The Indian government has promulgated the Drone Rules 2021 (“Drone Rules”) to be effective from August 25, 2021, after a three-week period of consultation. The Drone Rules 2021 supersede the Unmanned Aircraft System Rules, 2021 (“UAS Rules”), which had been made effective in March 2021. Compared to the UAS Rules, the Drone Rules are a lot more liberal and require fewer licenses from drone operators. Further, the Drone Rules make it easier and cheaper to own and operate drones in India, as compared to the UAS Rules.
The Drone Rules apply to all persons owning or possessing, or engaged in leasing, operating, transferring or maintaining an unmanned aircraft system in India as well as to all unmanned aircraft systems that are registered in India or operated in or over India. The Aircraft Rules, 1937 have been disapplied to unmanned aircraft systems unless they exceed 500 kilograms. The UAS Rules disapplied the Aircraft Rules, 1937 only if the unmanned aircraft systems did not exceed 300 kilograms.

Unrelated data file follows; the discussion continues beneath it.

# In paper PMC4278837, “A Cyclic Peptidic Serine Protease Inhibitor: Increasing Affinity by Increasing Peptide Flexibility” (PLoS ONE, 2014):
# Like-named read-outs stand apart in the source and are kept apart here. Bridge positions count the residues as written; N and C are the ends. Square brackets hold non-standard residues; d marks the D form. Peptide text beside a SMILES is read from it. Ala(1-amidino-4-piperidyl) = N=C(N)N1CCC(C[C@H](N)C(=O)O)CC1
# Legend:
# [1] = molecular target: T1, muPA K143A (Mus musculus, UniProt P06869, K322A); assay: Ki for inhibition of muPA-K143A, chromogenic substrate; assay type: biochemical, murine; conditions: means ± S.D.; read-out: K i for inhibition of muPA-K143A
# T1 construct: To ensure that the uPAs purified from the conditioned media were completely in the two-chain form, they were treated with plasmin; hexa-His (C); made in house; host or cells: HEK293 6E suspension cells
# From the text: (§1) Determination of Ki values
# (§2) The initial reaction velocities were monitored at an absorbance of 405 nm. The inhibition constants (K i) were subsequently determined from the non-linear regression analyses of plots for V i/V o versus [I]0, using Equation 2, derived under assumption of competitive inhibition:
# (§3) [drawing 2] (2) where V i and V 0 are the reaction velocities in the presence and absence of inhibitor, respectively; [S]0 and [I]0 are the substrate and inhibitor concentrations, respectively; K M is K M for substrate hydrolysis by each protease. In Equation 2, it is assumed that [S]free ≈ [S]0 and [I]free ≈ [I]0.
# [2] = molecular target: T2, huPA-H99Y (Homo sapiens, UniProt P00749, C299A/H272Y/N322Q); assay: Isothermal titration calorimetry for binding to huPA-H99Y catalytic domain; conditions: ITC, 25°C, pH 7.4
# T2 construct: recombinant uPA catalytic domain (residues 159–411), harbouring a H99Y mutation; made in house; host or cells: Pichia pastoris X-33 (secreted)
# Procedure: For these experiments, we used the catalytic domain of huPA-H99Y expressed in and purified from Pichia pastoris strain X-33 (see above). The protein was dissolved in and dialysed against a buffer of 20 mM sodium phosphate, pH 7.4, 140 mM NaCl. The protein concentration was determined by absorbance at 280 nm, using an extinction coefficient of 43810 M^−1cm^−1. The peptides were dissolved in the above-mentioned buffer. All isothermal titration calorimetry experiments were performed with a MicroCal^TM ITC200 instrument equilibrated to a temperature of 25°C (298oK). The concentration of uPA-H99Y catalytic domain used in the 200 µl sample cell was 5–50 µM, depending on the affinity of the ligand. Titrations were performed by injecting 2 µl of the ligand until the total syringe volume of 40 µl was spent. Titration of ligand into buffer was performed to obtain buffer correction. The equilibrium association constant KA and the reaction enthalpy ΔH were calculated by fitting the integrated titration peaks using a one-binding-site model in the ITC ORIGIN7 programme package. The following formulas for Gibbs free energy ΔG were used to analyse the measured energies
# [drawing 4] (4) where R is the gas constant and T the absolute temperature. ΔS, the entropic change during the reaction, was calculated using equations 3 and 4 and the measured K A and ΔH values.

The Drone Rules categorise unmanned aircraft systems into three categories, namely aeroplanes, rotorcrafts and hybrid unmanned aircraft systems. The aeroplane, rotorcraft and hybrid unmanned aircraft system are further sub-categorised remotely piloted aircraft systems, model remotely piloted aircraft systems and autonomous unmanned aircraft systems.
On the basis of weight, unmanned aircraft systems are classified into nano unmanned aircraft system that weigh not more than 250 grams, micro unmanned aircraft system that between 250 grams to 2 kilograms, small unmanned aircraft system that weigh between 2 kilograms to 25 kilograms, medium unmanned aircraft system that weigh between 25 kilograms to 150 kilograms and large unmanned aircraft system that weigh more than 150 kilograms. Payload is to be taken into account for determining the applicable category.